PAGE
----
Achterberg, Jeanne

(1942– )
   One of a number of scholars who popularized a psychological approach to shamanism in the 1980s, focusing especially on the “inner” work of the shaman in effecting healing. Her volume Imagery in Healing: Shamanism and Modern Medicine (1985) details techniques including “guided imagery,” such as the visualization of the immune system fighting against illness, and presents evidence for the efficacy of the imagination in promoting health and “wellness.” In the vein of the “Mind Body Spirit” movement, Achterberg suggests that there is a necessary connection between the mind and the body and that human imagination is a powerful healing tool in its own right. While the power of the imaginal might be recognized, such psychologizing neglects many indigenous facets of shamanisms, from intimate relationships with other-than-human-persons (outside “the mind”) to the sorcery of dark shamans. Woman as Healer (1991) develops Achterberg’s interest in the way in which women have tended to be marginalized as healers by their male counterparts in some societies. While she argues that women persecuted during the medieval European witch trials were shamans, interpretations of these trials tend to tell us more about our modern prejudices (à la Margaret Murray) than about medieval sensibilities. After being diagnosed with cancer, Achterberg rejected Western medicine in favor of a holistic approach to healing, relying on social support webs, guided imagery, and the communal power of prayer (transpersonal medicine). Achterberg is professor of psychology and director of research at the Institute of Transpersonal Psychology, is a faculty member of the Saybrook Institute, and has been associate professor and director of research in rehabilitation science at Southwestern Medical School in Dallas, Texas.

Historical dictionary of shamanism. . 2007.

Look at other dictionaries:

  • Bibliography —    As the scope of the dictionary entries and extent of this bibliography make clear, there is a huge range of literature on shamans, from introductory works, general discussions on such topics as definition, and culture specific ethnographic… …   Historical dictionary of shamanism

  • Efficacy of prayer — Measuring the efficacy of prayer has been attempted in various studies since Francis Galton first addressed the subject (partly as satire) in 1872.Francis Galton, [ Statistical Inquiries into the Efficacy… …   Wikipedia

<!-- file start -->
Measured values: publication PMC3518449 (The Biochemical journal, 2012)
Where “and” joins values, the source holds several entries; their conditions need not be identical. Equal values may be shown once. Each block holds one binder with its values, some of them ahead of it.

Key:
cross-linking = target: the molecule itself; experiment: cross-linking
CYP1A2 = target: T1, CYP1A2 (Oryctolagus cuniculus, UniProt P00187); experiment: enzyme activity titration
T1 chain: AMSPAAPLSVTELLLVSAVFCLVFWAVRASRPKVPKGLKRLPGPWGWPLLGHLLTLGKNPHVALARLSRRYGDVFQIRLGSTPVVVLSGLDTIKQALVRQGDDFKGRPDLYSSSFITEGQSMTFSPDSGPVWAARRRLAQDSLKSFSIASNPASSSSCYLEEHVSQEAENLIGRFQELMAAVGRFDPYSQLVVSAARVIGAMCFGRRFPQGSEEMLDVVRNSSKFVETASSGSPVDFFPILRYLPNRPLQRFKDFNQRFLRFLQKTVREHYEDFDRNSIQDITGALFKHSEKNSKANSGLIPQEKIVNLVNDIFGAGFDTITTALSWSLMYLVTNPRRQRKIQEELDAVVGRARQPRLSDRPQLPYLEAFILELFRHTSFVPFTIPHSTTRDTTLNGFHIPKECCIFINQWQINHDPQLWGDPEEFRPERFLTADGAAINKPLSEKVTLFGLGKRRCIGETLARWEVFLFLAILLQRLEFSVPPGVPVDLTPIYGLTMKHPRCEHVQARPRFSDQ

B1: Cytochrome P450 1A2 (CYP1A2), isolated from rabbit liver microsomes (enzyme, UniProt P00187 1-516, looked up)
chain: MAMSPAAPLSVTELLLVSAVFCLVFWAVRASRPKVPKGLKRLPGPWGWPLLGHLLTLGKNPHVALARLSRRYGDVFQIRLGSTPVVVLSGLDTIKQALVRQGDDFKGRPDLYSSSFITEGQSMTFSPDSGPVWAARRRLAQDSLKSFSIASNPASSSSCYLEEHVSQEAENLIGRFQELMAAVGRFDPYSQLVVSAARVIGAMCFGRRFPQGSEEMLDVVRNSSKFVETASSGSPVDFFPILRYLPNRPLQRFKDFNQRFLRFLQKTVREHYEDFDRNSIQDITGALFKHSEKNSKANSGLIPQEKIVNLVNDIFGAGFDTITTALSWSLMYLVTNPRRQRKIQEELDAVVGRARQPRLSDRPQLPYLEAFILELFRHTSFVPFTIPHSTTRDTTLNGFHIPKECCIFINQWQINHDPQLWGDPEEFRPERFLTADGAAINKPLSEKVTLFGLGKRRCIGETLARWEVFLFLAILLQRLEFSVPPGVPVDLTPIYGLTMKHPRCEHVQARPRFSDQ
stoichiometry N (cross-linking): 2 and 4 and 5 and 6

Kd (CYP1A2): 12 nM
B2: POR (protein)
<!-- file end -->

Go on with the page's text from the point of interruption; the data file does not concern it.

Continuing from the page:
• Walsh, Roger N. —    Professor of psychiatry and behavior at the University of California at Irvine, whose research interests in transpersonal psychology involve the psychology of religion, Asian religion, and shamanism. In his volume The Spirit of Shamanism… …   Historical dictionary of shamanism

  • Transpersonal psychology — is a school of psychology that studies the transpersonal, self transcendent or spiritual aspects of the human experience. The Journal of Transpersonal Psychology describes transpersonal psychology as the study of humanity’s highest potential, and …   Wikipedia

  • Saybrook Graduate School and Research Center — Saybrook Graduate School and Research Center, a San Francisco, California based distance learning institution (originally founded in 1971 as the Humanistic Psychology Institute, and later dubbed Saybrook Institute), is geared to providing a… …   Wikipedia

  • Women —    In some cultures, only men can serve as shamans, while in others, shamanism is almost entirely women’s business, and in still others, the role is open to anyone elected by otherworld persons or spirits. Similarly, women or men or both can be… …   Historical dictionary of shamanism

Share the article and excerpts

Direct link
Do a right-click on the link above
and select “Copy Link”

We are using cookies for the best presentation of our site. Continuing to use this site, you agree with this.